Service Dogs Of The World

Not many people know much about service dogs, let alone what it takes to raise the perfect pup for the job.
Now, we all know that dogs, well, most dogs, are very intelligent, but just how intelligent are they?

A service dog is the epitome of intelligent, not only that, but they are incredibly disciplined and their loyalty towards their person in unwavering.

I think we all will be shocked to know that you get a vast variety of service dogs.

Firstly, the most commonly known, the guide dog, these dogs help those who cannot see, then you get a hearing dog, these dogs assist the deaf, then you get the heroes who help people who are wheelchair bound.
On the other side of the spectrum, you get autism support dogs, you get emotional support dogs and you get dogs who detect oncoming seizures.
You get those pups in the line of duty – bomb sniffers, the dogs finding contraband and illegal substances, including rhino horn and pangolin scales!

Something very important to remember when encountering a working dog, although very cool, they are still working professionals and the job they do is extremely important.
Even the simplest distraction could have detrimental results.

Any and all working dogs are exclusions to the “No Dogs Allowed” rule.
Denying access to any working dog is an act of discrimination and is against the constitution. There are legal repercussions to anyone denying access to a working dog.

The one and only place a working dog is not allowed, is in an ICU ward.

Puppies start basic training at about 8 weeks old, but they are trained in various disciplines from a very young age. There are different phases of the training process, so the pups will learn different and more difficult commands as they grow older.
Formal training starts at 16 months until about 2 years of age, that’s when they get paired with their new owner.
Of course, there are some puppies that aren’t going to be the perfect working dogs, but the GDA has a special adoption system in place, their puppy raiser getting the obvious first choice.

There are many different types of working dogs, the GDA mainly focusing on Guide Dogs, Service Dogs and Autism Support Dogs.
Raising a working dog is no easy feat and can cost thousands, depending on the individual needs of the puppy and relevant medical bills.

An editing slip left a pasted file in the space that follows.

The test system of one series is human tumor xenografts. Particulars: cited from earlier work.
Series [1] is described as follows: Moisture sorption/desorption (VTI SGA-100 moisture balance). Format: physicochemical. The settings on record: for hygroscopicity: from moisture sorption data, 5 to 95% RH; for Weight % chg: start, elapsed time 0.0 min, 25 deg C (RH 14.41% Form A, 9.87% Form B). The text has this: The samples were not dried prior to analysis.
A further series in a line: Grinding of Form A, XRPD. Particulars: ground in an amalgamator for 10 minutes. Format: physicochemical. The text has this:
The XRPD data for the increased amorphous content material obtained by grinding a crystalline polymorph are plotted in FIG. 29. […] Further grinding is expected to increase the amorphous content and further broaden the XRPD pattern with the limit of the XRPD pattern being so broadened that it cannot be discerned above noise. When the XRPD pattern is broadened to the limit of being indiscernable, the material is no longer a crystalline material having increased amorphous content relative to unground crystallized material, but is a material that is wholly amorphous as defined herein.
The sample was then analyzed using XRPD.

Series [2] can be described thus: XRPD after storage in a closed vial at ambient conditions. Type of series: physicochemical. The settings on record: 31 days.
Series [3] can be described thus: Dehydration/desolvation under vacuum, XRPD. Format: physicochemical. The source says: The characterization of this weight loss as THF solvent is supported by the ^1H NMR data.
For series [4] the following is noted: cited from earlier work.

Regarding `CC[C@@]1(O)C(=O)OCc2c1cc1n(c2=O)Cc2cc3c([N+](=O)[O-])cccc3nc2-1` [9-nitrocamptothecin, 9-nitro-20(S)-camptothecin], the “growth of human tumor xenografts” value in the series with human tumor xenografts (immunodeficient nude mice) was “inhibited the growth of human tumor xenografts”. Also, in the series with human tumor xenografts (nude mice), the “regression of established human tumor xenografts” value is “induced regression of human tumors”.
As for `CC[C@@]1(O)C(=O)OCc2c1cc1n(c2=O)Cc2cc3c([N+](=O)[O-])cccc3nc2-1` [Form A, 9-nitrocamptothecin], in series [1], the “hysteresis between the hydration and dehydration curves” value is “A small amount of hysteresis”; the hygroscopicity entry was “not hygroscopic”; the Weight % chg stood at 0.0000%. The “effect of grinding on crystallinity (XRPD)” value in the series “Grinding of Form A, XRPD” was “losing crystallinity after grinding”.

The puppies start off by being allocated to “Puppy Raisers”. At 8 weeks old they start basic training until about 16 months, thereafter formal training commences.

At about 2 years of age they are ready to be paired with their new owner.

Any differently-abled person who would like to have a working dog must first apply online, where the staff at the GDA will work through the application and list of requirements.
The right match is made by analyzing the individual needs of the requesting owner and the attributes of the dog.
After a successful match has been made, training with both the dog and owner commences.
The first phase of training is completed at the Guide Dogs Association of South Africa head office, after which the next phase of training is completed at and around the owner’s home.
Successful navigation is a mixture of vocal cues and basic knowledge of the surroundings on the part of both the owner and the guide dog.
The guide dog’s training techniques, which includes traffic management, will ensure safe arrival at the intended destination.

Just like in any other career, working dogs also retire at a certain age.
Each dog is unique, so retirement can be anything between 8 – 12 years.
After a working dog has retired, they need to be re-homed, their owners get obvious first choice in terms of adoption.
There is an adoption program for the adoption of retired working dogs and any member of the public can adopt a dog after a vetting process has been completed.

The Guide Dogs Association (GDA) follows a responsible breeding program that uses specially imported semen from the US which is in turn used to inseminate their carefully selected brood females.
This procedure is done at Onderstepoort.
To ensure the best possible working dog, mentally and physically, they do not accept any dogs as “donations” for breeding or training purposes. The dogs that form part of the breeding program, as well as all the pups from the litters, are screened for hip and elbow dysplasia and basic bodily functions.

How can you Help?

The GDA is not funded by the government. This means that they rely solely on donations and fundraising initiatives.
But the great news is, there are many different ways that we, as the public can support this incredibly important organization!
You can support their social events and competitions, you can have a look at their wish list to see what they need as donations and, of course, direct donations can be made, too.
They always need volunteers as well, like “Puppy Raisers”, to sponsor a working dog, walk the dogs in the kennels or weekend homers.

For more information on how to help the GDA, please visit the GDA website or contact them directly.

Leave a Comment

Your email address will not be published. Required fields are marked *

× How can I help you?